February 5, 2024

How Do You Marry the Wrong Woman

Genesis 29:25 And in the morning, behold, it was Leah!

Imagine waking up the morning after your wedding night and discovering someone other than the love of your life was lying next to you—wild stuff. Now imagine learning your new father-in-law was behind the most elaborate prank since, well, since the time you pranked your own father and brother. You reap what you sow.

Author
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Sarah Blount

Lead Pastor

Jacob must have felt like a fool. How could he have not known that he was marrying the wrong woman? After all, he fell hard and fast for Rachel and had spent the last seven years working for her father, Laban, to marry her. Leah, the older, possibly less physically attractive sister, was not on Jacob's radar. He was working, sweating, and dreaming of only Rachel for some two thousand and fifty-five days.

When did the bait and switch take place? Where was Rachel during all of this? Was Leah compliant, or was this forced upon her? We aren't sure, but we know that Laban delivers Leah to Jacob's honeymoon suite at some point in the evening, and honeymoon activities ensue. And it wasn't until morning light that Jacob realized he had been tricked.

Scholars offer several reasons why Jacob had no idea he was with the wrong woman.
Perhaps he had too much to drink at the feast Laban prepared, thus impairing his judgment. I can easily picture Laban ordering his servants to keep the groom's cup running over all evening.

Scripture says, "This came to pass in the evening," eluding to the fact that Jacob's tent would have been very dark- making it hard for him to see.

Furthermore, in that culture, a bride customarily entered her husband's presence "veiled." Gerhard von Rad wrote "heavily veiled," and Aalders "completely veiled." (Dr Constable's Notes on Genesis)

Jacob and Rachel probably had not spent much time together, and if Leah had been commanded to stay silent and hidden until morning, you can see how this wouldn't have been all that difficult for Laban to pull off.

Jacob and Leah must now face the customary week-long wedding celebrations together. How dreadful and awkward for them both. Following their week-long celebration is another honeymoon night- this time with Rachel. And another seven years of labor is owed by Jacob to Laban.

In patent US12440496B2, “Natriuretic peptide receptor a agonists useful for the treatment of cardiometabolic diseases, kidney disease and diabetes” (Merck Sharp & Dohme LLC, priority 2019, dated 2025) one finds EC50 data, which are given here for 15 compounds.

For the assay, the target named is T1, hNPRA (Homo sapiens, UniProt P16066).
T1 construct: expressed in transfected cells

I used to think this was a lovely story about how true love waits. But now I can't help but see it's more about how prayer-less decisions cost.

In Genesis 24, which happens to be the longest chapter in Genesis, Abraham sends his most trusted servant to search for a wife for Isaac from among his kinfolk. We are provided with details that allow us to see how the servant invites God into every aspect of this mission-critical assignment. He prays. He observes Rebekah silently to listen and learn God's heart concerning the young woman watering his camels. He Worships the Lord and declares that the Lord has led his way to Rebekah!

Jacob has a very different approach than that of his grandpa's servant. Genesis 29 never mentions Jacob in prayer, worship, practicing silence, listening, or learning! Instead, we find Jacob flexing, running his mouth, and abruptly laying one on Rachel. Letting his eyes and emotions lead the way.

The absence of prayer and seeking divine guidance is pretty apparent. Instead of discerning God's plans and purposes, Jacob runs ahead with what looks best to him in the natural.

Interestingly, the Lord closed Rachel's womb for a time. God’s obvious choice for Jacob was Leah all along. Leah was the one who would mother the two greatest tribes in Israel. Levi, the priestly tribe, and Judah, the royal tribe from which the Messiah would spring forth.
Jacob may have planned his course, but the Lord intended for him to have Leah. His son Joseph would later say about his brothers who sold him into slavery, "You meant evil against me, but God meant it unto good, to bring to pass, as it is this day, to save much people alive."

Laban meant evil against his new son-in-law, and Jacob made some prayer-less decisions that cost him, but God meant it unto good, to bring to pass a lion from the tribe of Judah that would save many people alive!

This story reminds us to pray about everything. We must listen, discern, and invite God into our decision-making process. Just because something looks good on paper and seems to stir excitement and beautiful emotions doesn't mean it is God's plan.

Charles Spurgeon famously said, "Discernment is not knowing the difference between right and wrong. It is knowing the difference between right and almost right."
Do you want what is right in the sight of God? Invite the Holy Spirit to lead you and guide you as you make decisions concerning your future. Sometimes, you will still miss it and make the wrong decisions, and that's okay because the purposes of the Lord stand and he can make all things work together for good!

Isaiah 46:10 I make known the end from the beginning, from ancient times, what is still to come. I say, 'My purpose will stand, and I will do all that I please.’
Pray, listen in silence, and worship the Lord today!


Resources:
Be Authentic Genesis Commentary by Warren Wiersbe
Enduring Word Genesis Commentary by David Guzik
Dr Constable's Expository Bible Study Notes (edited)

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